Intervention: Then & Now includes new interviews with individuals that have been profiled in previous episodes of of the A&E series "Intervention."

Intervention: Then & Now - Netflix

Type: Reality

Languages: English

Status: Running

Runtime: 60 minutes

Premier: 2015-08-16

Intervention: Then & Now - American-led intervention in the Syrian Civil War - Netflix

The American-led intervention in the Syrian Civil War refers to US support of Syrian opposition and the Federation of Northern Syria during the course of the Syrian Civil War, and active involvement of US military against the Islamic State of Iraq and the Levant and against the al-Nusra Front from 2014. Since 2017, the US and some other Coalition nations have also targeted military positions of the Syrian Government. The United States first supplied the rebels of the Free Syrian Army with non-lethal aid (including food rations and pickup trucks), but quickly began providing training, cash, and intelligence to selected Syrian rebel commanders. During the Syrian Civil War, which began in 2011, two US programs attempted to assist the Syrian rebels. One was a military program that planned to train and equip 15,000 Syrian rebels, but was canceled in 2015 after spending $500 million and producing only a few dozen fighters. A $1 billion covert program run by the CIA was more successful, but was decimated by Russian bombing and canceled in mid-2017 by the Trump administration. The United States began surveillance missions on Islamic State of Iraq and the Levant (ISIL) positions in Syria in September 2014. On 22 September 2014, the United States, Bahrain, Jordan, Qatar, Saudi Arabia, and the United Arab Emirates began to attack the Islamic State of Iraq and the Levant forces inside Syria, as well as the Khorasan group in the Idlib Governorate to the west of Aleppo and the al-Nusra Front around Raqqa, as part of the military intervention against ISIL. The missile strike on the Shayrat Airbase conducted by the U.S. on 7 April 2017, was the first time the US has become a deliberate direct combatant against the Syrian government, and marked the start of a series of deliberate direct military action by the U.S. military against the Syrian government′s and pro-government forces in May–June 2017 and February 2018. In mid-January 2018, the Trump administration indicated that it intended to maintain an open-ended military presence in Syria to counter Iran′s influence and oust Syrian president Bashar Assad.

Intervention: Then & Now - September 2014 - Netflix

On 22 September, Pentagon Press Secretary Rear Admiral John Kirby confirmed that the United States and other partner nations had undertaken strikes in Syria using fighters, bombers, and Tomahawk missiles in strikes authorized by President Barack Obama. Bahrain, Jordan, Qatar, Saudi Arabia and the United Arab Emirates were identified as countries conducting or supporting airstrikes the first night. The initial strikes were coordinated by United States Central Command and targeted about 20 Islamic State of Iraq and the Levant targets, including headquarters buildings. Sources in Syria claimed that among the targets was also Brigade 93, a Syrian army base that the militants had recently captured and targets in the towns of Tabqa and Tel Abyad in Raqqa Province. The U.S. also targeted the al-Qaeda-affiliated al-Nusra Front and the Khorasan Group in the Aleppo and Idlib Governorates of Syria. F-22 Raptor stealth fighters were reported to be among the U.S. aircraft striking targets in Syria on the first night of the campaign, carrying out their first combat missions ever since entering service in 2005. At least 70 ISIL fighters, 50 fighters affiliated with al-Qaeda, and an unknown number of civilians were killed overnight by the airstrikes, according to the Syrian Observatory for Human Rights while eight strikes were launched against the Khorasan group. On 24 September, the United States and coalition partners conducted a second round of airstrikes on ISIL facilities in Syria. The airstrikes were targeting oil production facilities controlled by ISIL who had been using the oil in order to fund their activities. Some targets were apparently also mobile production facilities which were most likely not refineries. In a third round of airstrikes on ISIL targets on 25 September, Arab partners lead the United States in strikes against militant-held oil facilities in northeastern Syria. Saudi Arabia and the United Arab Emirates dropped 80 percent of the bomb tonnage in the third round of strikes, compared to other strikes in which the United States lead Arab partners. On 26 September, the United States carried out a fourth round of airstrikes on ISIL targets in Eastern Syria. The strikes were targeting IS heavy equipment and destroyed four of their tanks in the Deir ez-Zor Province. In a fifth round of airstrikes in Syria on 27 September, the United States lead strikes along with Saudi Arabia, Jordan and the United Arab Emirates against ISIL forces in the Kobanî Canton of Syrian Kurdistan. The strikes destroyed two armored vehicles and an unknown number of fighters in an area that had been put under siege by ISIL militants. The siege by Islamic State fighters had recently forced over 100,000 Syrian Kurds to flee across the border to Turkey. On 28 and 29 September, the United States carried out two rounds of strikes against IS positions across Syria in 4 provinces. Among the facilities targeted was the entrance to the largest gas plant in Syria, in the Deir ez-Zor Province, and ISIL training camp and vehicles near an ISIL controlled grain silo in Manbij, Aleppo province.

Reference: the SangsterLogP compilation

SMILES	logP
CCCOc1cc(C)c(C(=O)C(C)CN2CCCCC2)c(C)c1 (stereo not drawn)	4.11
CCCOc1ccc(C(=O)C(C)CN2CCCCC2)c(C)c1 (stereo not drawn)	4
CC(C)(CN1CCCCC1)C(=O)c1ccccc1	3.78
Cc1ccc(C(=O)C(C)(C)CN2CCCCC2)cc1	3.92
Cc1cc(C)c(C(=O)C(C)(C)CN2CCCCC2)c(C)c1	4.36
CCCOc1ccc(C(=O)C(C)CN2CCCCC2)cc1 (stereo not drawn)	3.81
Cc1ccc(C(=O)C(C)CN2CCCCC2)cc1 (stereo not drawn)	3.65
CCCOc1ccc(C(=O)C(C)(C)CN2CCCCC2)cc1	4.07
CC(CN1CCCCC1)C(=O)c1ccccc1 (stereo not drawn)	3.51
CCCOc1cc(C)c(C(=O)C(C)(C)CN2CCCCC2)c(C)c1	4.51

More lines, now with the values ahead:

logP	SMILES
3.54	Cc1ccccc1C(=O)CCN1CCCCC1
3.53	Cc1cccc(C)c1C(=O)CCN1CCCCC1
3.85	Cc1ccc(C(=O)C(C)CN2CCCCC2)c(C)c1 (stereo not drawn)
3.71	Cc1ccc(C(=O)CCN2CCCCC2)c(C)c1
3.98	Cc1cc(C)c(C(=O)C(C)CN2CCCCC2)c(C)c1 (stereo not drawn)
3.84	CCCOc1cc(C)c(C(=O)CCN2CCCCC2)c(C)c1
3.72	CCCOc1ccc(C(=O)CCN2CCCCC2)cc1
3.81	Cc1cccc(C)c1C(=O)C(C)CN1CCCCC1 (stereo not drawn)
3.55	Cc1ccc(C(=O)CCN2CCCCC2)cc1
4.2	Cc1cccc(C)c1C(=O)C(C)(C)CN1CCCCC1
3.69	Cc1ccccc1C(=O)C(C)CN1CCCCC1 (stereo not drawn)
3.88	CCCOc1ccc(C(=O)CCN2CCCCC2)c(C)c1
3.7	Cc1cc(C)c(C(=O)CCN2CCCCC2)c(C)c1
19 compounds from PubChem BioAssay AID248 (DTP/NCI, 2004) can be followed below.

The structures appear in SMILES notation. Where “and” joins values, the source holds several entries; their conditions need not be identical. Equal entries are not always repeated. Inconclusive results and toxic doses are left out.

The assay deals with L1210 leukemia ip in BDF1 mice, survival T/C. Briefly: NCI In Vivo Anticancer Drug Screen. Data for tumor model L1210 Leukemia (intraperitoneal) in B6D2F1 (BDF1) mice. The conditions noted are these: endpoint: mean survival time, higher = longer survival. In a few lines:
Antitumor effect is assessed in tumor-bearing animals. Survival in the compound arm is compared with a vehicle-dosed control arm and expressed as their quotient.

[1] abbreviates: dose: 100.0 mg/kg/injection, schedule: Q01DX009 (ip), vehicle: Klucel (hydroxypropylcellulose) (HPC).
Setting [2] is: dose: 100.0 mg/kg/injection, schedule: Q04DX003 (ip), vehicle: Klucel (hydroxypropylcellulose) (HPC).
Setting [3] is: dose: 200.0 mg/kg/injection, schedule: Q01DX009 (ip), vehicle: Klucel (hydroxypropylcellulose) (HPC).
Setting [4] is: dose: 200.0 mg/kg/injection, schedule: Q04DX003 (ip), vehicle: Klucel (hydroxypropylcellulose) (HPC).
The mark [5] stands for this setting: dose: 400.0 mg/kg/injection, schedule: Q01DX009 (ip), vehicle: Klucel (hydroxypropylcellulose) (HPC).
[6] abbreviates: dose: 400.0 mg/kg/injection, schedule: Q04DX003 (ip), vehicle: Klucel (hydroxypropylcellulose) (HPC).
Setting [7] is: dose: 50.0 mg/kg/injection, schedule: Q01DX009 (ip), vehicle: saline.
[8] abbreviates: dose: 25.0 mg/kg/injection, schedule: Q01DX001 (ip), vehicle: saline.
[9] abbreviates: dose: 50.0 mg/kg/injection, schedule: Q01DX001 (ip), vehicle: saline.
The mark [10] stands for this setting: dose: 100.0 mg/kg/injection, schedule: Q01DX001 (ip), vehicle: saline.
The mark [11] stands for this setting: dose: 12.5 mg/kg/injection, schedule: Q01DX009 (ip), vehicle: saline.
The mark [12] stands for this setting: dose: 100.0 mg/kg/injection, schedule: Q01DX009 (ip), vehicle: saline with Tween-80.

Intervention: Then & Now - References - Netflix